Clinical excellence awards should be used to incentive consultants to provide whole person care, recommends a report commissioned by the Labour party.
“At the moment doctors are better rewarded for treating patients as if they have individual parts of diseases and not the whole person.
“This encourages doctors to stay within the old model of care and not treat the whole person,” says the document produced by the Independent Commission on Whole Person Care.
Chaired by Sir John Oldham, a GP and former Department of Health national director, the report is expected to influence Labour proposals for health and care in the run up to the 2015 general election.
The Commission found that while there is agreement regarding the necessity to change towards coordinated care, care today remains fragmented and episodic and does not meet the needs of patients.
The people who now need the most care are older people with long term conditions, who will need personalised, co-ordinated care for the rest of their lives.
The Commission argues for a “radical new approach” over the next Parliament, to re-work the health and social care system to meet these needs. “Behaviours will have to undergo radical change, with the needs of one person being addressed by health and social care staff acting as one team, working for organisations that in turn behave as one system,” it says.
But the report stresses that these changes should be introduced without a complete reorganisation of the structures of NHS and social care. “For too long health and social care have been considered separately. They are inextricably linked. However we do not believe the answer includes yet another major structural reform at this time,” says the report.
The Commission recommends that clinical commissioning groups should be retained and largely keep control of their budgets.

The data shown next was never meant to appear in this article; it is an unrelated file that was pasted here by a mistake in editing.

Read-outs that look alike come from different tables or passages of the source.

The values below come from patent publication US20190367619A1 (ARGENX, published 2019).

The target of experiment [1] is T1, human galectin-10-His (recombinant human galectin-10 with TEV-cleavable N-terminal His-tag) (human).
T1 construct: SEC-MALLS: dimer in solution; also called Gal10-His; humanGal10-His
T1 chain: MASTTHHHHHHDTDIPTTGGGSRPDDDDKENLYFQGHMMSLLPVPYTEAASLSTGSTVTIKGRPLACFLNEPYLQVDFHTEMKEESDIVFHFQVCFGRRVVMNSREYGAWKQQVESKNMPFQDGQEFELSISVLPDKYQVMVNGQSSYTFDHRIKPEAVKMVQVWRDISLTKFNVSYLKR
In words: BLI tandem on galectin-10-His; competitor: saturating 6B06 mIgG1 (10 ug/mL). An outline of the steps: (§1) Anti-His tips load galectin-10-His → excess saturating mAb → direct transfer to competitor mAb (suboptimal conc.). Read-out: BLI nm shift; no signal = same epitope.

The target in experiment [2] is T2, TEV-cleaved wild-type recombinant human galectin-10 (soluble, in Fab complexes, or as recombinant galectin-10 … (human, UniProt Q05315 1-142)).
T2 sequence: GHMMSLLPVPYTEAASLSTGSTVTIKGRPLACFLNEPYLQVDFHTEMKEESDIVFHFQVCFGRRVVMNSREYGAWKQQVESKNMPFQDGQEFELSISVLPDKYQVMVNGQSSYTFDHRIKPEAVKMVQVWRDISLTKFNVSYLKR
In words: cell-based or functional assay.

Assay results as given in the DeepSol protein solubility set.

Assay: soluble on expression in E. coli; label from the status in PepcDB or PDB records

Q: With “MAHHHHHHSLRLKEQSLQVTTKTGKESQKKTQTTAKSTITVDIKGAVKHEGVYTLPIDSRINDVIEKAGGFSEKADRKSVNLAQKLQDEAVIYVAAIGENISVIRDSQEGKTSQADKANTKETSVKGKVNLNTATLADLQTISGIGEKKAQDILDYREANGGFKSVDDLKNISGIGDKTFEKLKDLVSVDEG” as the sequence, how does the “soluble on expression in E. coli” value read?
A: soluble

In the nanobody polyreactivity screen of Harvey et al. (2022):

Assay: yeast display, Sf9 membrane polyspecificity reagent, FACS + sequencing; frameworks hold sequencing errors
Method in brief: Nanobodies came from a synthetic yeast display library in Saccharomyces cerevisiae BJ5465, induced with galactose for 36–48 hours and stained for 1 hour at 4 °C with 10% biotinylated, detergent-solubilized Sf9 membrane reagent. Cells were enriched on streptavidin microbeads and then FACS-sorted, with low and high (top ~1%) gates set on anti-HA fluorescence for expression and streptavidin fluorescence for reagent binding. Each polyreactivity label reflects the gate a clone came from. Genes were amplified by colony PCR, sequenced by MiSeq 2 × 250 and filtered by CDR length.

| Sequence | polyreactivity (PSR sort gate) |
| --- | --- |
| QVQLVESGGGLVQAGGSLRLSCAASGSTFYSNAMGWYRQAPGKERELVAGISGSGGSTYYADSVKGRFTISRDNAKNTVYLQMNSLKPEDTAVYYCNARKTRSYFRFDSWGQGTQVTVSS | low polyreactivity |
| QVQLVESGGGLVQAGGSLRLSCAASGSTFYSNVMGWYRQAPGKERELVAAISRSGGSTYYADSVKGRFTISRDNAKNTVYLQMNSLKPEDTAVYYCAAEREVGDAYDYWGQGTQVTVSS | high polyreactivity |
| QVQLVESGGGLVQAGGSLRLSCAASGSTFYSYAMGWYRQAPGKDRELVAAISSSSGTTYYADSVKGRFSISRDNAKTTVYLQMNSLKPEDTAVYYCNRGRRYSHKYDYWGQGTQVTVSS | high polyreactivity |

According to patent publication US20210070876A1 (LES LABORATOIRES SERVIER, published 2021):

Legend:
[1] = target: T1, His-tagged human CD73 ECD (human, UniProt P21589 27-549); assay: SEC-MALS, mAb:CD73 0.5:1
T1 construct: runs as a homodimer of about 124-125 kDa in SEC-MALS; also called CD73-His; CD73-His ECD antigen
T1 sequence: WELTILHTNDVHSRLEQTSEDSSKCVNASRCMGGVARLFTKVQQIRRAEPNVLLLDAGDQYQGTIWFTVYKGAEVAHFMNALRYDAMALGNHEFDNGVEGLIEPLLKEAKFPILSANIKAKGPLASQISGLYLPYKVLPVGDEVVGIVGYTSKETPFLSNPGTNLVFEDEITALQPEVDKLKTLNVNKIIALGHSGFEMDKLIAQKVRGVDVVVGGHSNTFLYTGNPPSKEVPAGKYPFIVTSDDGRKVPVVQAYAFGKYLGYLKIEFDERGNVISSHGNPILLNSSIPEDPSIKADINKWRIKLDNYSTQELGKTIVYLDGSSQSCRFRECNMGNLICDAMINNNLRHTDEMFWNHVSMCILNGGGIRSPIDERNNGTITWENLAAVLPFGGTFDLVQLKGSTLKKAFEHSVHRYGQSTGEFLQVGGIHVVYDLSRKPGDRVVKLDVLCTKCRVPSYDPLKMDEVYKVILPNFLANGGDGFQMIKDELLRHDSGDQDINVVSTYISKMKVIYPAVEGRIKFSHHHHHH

This contradicts proposals outlined last year by shadow health secretary Andy Burnham for the £60 billion NHS budget to be transferred to health and wellbeing boards putting elected local authority members instead of doctors in charge of an integrated health and social care budget.
However the report does suggest here should be a greater role for health and wellbeing boards having “the collective system leadership for services for people with multiple long term conditions, disability and frailty”.
– Professional training bodies should put much greater emphasis on multidisciplinary working.
– More generalist training should be developed for doctors balancing the trend towards increasing specialisation.
– Patients, families and carers should be given meaningful role in shaping coordinated care around their needs.
– Patient organisations should play a full role in reorienting the whole system around the real needs of the population.
– Commissioning plans should use local resources, health and social care together (the “locality pound”) to deliver outcomes defined by the people using the services.
– NHS England should be renamed Care England, and made the “strategic lead” of health and care, ahead of regulators and the NHS Trust Development Authority.
– An internationally connected research centre should be set up to manage people with complex needs.
– In the first year of the new Government a national conversation should be held about the scope, provision and funding of health and social care together.
Dr Mark Porter, chair of BMA Council, commented: “The greater integration and coordination of health and care services proposed in this report would not only benefit patients, by ensuring they have access to the right care for their needs, but might deliver savings to the NHS in the long-run.
“The current fragmentation of services can make it difficult for patients to navigate local health and social care systems and squanders resources.
“Crucially, any new system, however well integrated, would need to ensure the existing funding gap is closed so both the health and social care needs of patients are adequately met. It will not be right to further cut hard-hit health services to backfill and extend social care.
“It is also vital that these reforms are delivered without repeating the wasteful and damaging top-down reorganisation forced on the NHS recently.”